Skyscrapers dress polycentric urban landscapes in tone and meter, such that the real beauty of its skylines is possible only when natural and man-made elements combine in proper order. Designing the aesthetic symbols of economic strength and modernity are often the result of national socioeconomic restructuring: In New York City, President Theodore Roosevelt’s New Deal gave rise to urban America with the uproot of Empire State and Chrysler buildings; in Beirut, post-civil economic recovery signaled a high rise gold rush that fortified its Mediterranean coastline; and in Dubai, abundance of natural resources such as oil and gas erected the world’s tallest buildings from sandy grounds. High-rise construction trails after the growth of urban populations, and in spite of any economic recession, grows in scale without receding in importance.
The Almanac of Architecture and Design published its annual Skyscraper Cities Ranking List, with a list of the world’s best skylines; Hong Kong, New York City, Shanghai, Tokyo, Dubai, and more global hotspots. One category criteria is height; city score equals the sum of all building structural height (in meters) after subtraction of the minimum of 90m (295 feet), for each building. Another credential is “Impressiveness,” or skyline breadth—the “wow” factor. Both determine the status quote for tall buildings, setting the precedence for the
John Mullin, an urban planner at the University of Massachusetts at Amherst, views tall ornaments as statements of power. “We build tall buildings because it has to do with symbolism—the bigger the building, the more prosperous the community,” he says, alarmingly, extending his concerns for security and terrorism after 9/11. “I don’t think cities like New York need any symbols now to prove their might,” he adds, warning that terrorists will find justification in destroying them. In place of the collapsed World Trade Center, in Lower Manhattan, a new tower arises, paving way for individuals to experience the site at large, where they can confront the issues of shared calamity, including the erosions of freedom made in the name of freedom, in full utilization of public space.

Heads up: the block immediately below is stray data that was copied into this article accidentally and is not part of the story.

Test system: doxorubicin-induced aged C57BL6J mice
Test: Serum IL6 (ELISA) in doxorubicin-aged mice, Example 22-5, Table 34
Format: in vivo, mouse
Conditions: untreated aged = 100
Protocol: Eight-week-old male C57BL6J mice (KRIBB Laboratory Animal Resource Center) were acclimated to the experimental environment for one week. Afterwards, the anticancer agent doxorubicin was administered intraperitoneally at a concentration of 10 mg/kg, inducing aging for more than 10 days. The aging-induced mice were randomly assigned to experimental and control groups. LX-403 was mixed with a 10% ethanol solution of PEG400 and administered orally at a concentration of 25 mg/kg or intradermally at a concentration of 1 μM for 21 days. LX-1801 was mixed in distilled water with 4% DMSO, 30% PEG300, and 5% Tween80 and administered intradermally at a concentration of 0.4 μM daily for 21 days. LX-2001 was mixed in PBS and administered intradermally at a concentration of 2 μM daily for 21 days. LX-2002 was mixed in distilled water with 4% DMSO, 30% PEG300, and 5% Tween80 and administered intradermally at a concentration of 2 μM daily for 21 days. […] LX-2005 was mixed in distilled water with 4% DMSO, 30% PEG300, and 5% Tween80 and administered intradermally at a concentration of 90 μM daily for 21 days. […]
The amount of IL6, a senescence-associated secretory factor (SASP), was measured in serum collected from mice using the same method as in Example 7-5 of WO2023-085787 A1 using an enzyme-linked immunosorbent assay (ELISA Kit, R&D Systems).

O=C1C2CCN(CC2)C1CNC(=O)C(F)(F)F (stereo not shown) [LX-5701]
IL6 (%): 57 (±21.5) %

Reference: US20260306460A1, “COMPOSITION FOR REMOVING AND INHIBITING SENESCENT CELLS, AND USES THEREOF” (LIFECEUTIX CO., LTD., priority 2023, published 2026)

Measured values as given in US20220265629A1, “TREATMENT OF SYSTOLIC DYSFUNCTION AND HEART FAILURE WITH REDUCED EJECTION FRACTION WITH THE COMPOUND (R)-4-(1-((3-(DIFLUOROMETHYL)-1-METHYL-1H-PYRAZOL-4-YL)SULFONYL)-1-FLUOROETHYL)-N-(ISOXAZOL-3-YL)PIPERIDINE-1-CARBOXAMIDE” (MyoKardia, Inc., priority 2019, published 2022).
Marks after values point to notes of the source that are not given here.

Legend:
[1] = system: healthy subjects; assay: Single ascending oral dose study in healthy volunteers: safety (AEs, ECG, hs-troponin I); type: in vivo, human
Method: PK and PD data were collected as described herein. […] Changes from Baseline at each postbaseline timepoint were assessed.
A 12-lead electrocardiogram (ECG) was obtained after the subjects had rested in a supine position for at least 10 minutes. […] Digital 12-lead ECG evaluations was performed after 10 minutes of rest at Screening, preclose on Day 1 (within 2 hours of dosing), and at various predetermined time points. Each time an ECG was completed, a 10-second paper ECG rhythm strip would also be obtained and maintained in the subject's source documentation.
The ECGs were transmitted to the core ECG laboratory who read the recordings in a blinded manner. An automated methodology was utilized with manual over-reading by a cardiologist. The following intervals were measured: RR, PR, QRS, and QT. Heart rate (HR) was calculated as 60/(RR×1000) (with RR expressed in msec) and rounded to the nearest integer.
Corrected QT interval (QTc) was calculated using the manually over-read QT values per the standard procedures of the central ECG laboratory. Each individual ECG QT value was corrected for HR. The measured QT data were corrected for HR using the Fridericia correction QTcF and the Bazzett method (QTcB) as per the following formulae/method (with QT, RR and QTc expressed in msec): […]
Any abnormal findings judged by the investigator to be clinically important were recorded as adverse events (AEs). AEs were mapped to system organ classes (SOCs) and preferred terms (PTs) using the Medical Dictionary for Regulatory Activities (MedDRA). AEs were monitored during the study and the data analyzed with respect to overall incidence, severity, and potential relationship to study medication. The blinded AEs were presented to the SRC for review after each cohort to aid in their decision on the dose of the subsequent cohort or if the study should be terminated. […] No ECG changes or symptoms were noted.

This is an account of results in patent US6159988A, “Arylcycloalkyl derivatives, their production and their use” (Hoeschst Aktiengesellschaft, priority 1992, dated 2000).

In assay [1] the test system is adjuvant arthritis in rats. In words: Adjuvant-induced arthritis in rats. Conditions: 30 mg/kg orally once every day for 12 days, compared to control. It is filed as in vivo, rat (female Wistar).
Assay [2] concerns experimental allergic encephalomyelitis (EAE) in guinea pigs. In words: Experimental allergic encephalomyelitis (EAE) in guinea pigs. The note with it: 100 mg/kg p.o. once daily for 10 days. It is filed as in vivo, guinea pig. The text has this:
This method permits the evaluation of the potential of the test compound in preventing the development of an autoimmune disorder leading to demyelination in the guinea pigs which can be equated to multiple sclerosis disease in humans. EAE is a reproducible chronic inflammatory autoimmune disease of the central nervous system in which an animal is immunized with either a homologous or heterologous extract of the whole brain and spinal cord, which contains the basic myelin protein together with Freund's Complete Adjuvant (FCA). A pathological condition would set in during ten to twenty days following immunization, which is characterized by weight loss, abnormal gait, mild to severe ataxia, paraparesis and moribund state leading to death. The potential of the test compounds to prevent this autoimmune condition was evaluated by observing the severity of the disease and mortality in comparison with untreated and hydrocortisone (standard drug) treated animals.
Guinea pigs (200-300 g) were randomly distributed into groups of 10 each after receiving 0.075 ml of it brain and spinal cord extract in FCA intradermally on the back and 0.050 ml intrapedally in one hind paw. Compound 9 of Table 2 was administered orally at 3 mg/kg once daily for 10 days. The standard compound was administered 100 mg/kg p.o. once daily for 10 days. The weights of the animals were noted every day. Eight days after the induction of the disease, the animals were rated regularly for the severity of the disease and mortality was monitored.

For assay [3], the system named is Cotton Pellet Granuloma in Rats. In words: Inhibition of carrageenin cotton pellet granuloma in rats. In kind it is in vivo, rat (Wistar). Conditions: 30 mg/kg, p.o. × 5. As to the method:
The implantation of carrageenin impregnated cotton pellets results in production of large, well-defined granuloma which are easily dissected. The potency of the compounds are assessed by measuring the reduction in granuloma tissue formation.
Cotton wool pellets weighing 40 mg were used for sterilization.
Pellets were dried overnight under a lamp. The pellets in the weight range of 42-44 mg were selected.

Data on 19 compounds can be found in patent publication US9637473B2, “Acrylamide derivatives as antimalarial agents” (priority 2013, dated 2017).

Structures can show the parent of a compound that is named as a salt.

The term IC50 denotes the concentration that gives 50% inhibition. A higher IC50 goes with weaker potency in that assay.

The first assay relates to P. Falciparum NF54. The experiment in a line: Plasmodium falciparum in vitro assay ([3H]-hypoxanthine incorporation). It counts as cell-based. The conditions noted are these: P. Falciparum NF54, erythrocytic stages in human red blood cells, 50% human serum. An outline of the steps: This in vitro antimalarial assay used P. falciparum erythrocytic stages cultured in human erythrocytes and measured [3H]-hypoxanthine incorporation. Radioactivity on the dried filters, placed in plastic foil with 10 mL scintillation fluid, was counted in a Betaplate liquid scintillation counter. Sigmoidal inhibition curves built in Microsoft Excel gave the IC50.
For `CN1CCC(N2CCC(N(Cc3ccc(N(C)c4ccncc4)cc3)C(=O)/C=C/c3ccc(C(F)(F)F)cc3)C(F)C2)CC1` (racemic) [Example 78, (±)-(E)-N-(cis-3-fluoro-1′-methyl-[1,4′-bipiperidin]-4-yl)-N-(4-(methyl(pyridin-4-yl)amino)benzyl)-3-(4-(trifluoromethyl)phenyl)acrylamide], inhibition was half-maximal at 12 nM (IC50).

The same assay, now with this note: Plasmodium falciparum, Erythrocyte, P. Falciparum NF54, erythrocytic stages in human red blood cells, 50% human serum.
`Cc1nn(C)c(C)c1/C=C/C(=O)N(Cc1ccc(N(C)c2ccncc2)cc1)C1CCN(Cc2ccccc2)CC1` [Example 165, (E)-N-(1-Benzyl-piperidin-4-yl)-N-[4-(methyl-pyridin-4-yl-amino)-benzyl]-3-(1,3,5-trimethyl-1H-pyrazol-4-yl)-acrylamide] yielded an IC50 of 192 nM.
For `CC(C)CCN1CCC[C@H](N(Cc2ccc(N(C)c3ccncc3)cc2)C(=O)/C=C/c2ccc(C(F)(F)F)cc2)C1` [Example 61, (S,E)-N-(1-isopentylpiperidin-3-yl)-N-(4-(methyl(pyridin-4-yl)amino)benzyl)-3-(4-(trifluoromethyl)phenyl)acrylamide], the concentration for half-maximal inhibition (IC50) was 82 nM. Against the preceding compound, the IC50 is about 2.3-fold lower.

Some planners favor urban sprawl for reducing the number of obvious targets, but most dislike the idea. Spreading out businesses and residencies horizontally often results in greater foot and car traffic, blocking entryways into the enormous self-supporting artificial construct. To solve problems of congestion, German civil engineers built a high-speed freeway around its low-rise sprawling cities. Dutch urban planners designed widened bike lanes and defunct Soviet leaders engineered efficient railways.
In any case, expressions of disappointment jostle with varying degrees of enjoyment. The push for high-rises is at a standstill as the currency crisis bubbles away in Europe. Since Britain’s economy is sustained by historically low interest rates, building large construction projects pose a risky investment. Britain also imposes restrictive planning rules backed by the powerful heritage lobby that often results in construction delays. Public spending cuts add on risk, leaving investors reluctant to dip into their bank accounts.
Yet market confidence is restored in the Middle East and Asia. Taking advantage of less transparency and transaction fluidity, investors pay cash up front. “We will see more growth in Asian countries,” notes Kaiver Rangwala, an urban planner at Rangwala Associates in California. Speaking fondly of the relationship between tower compositions and skyline topographies, he ranks high-rises on their context; building position and function, and transit access. With endless study of tower clusters at the street level, Rangwala prefers functionality—a space of reflection and transaction on the midst of the city bustle—rather than freestanding décor. After mentioning some of tallest buildings in Taiwan and China, without forgetting to list mega-scale structures in the United Arab Emirates, he poses two questions on fossil-fueled urban trends: “How do we keep the lights on in these new buildings?” and “How do we retrofit aging towers for new users?”
Ron Klemencic, Chairman of the Council on Tall Buildings and Urban Habitat, leaves room for criticism. “We’re still going to need to go up. Our chosen way of life demands it,” he says. Increasingly, as cities struggle to accommodate demands for available places to play, entertain and flirt, and reminisce the past while enjoying the present, the ability for sound iconic footprints to organize urban life will bear new symbolic weight, changing environmental narratives and shifting visual consciousness.
Full article featured in RagMag August 2012
[issuu width=420 height=281 pageNumber=16 backgroundColor=%23222222 documentId=120928084716-16a0fe44b237487fa650053f02fdaeeb name=ragmag_august username=ragmag tag=andrew%20gross unit=px v=2]